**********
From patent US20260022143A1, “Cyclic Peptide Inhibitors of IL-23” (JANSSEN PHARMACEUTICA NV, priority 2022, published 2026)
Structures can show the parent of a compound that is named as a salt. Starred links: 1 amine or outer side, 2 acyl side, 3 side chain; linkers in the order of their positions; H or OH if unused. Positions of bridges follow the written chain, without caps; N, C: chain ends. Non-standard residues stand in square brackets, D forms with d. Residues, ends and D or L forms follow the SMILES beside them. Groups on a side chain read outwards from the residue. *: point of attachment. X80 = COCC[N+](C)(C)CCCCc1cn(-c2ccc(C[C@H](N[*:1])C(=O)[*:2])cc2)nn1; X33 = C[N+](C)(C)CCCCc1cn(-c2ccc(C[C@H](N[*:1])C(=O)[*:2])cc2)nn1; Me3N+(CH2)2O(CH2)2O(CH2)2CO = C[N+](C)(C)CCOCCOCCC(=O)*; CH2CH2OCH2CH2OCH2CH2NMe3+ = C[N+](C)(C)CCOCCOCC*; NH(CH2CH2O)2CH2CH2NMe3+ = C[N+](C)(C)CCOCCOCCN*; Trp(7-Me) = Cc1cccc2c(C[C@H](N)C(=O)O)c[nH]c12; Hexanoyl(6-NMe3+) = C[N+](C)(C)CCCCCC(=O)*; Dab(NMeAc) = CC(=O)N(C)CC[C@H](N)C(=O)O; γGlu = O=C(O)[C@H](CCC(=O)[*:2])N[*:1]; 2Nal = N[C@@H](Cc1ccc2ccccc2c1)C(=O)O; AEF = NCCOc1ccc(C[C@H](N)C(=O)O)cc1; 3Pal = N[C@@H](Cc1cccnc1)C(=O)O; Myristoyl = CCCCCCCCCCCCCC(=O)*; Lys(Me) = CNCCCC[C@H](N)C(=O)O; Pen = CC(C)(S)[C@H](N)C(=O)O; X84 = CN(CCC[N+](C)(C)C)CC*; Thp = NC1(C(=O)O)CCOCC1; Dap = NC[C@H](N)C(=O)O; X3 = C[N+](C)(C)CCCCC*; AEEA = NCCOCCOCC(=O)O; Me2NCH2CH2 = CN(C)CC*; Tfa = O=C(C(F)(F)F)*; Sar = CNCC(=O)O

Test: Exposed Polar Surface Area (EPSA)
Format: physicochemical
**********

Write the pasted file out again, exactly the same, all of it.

From patent US20260022143A1, “Cyclic Peptide Inhibitors of IL-23” (JANSSEN PHARMACEUTICA NV, priority 2022, published 2026)
Structures can show the parent of a compound that is named as a salt. Starred links: 1 amine or outer side, 2 acyl side, 3 side chain; linkers in the order of their positions; H or OH if unused. Positions of bridges follow the written chain, without caps; N, C: chain ends. Non-standard residues stand in square brackets, D forms with d. Residues, ends and D or L forms follow the SMILES beside them. Groups on a side chain read outwards from the residue. *: point of attachment. X80 = COCC[N+](C)(C)CCCCc1cn(-c2ccc(C[C@H](N[*:1])C(=O)[*:2])cc2)nn1; X33 = C[N+](C)(C)CCCCc1cn(-c2ccc(C[C@H](N[*:1])C(=O)[*:2])cc2)nn1; Me3N+(CH2)2O(CH2)2O(CH2)2CO = C[N+](C)(C)CCOCCOCCC(=O)*; CH2CH2OCH2CH2OCH2CH2NMe3+ = C[N+](C)(C)CCOCCOCC*; NH(CH2CH2O)2CH2CH2NMe3+ = C[N+](C)(C)CCOCCOCCN*; Trp(7-Me) = Cc1cccc2c(C[C@H](N)C(=O)O)c[nH]c12; Hexanoyl(6-NMe3+) = C[N+](C)(C)CCCCCC(=O)*; Dab(NMeAc) = CC(=O)N(C)CC[C@H](N)C(=O)O; γGlu = O=C(O)[C@H](CCC(=O)[*:2])N[*:1]; 2Nal = N[C@@H](Cc1ccc2ccccc2c1)C(=O)O; AEF = NCCOc1ccc(C[C@H](N)C(=O)O)cc1; 3Pal = N[C@@H](Cc1cccnc1)C(=O)O; Myristoyl = CCCCCCCCCCCCCC(=O)*; Lys(Me) = CNCCCC[C@H](N)C(=O)O; Pen = CC(C)(S)[C@H](N)C(=O)O; X84 = CN(CCC[N+](C)(C)C)CC*; Thp = NC1(C(=O)O)CCOCC1; Dap = NC[C@H](N)C(=O)O; X3 = C[N+](C)(C)CCCCC*; AEEA = NCCOCCOCC(=O)O; Me2NCH2CH2 = CN(C)CC*; Tfa = O=C(C(F)(F)F)*; Sar = CNCC(=O)O

Test: Exposed Polar Surface Area (EPSA)
Format: physicochemical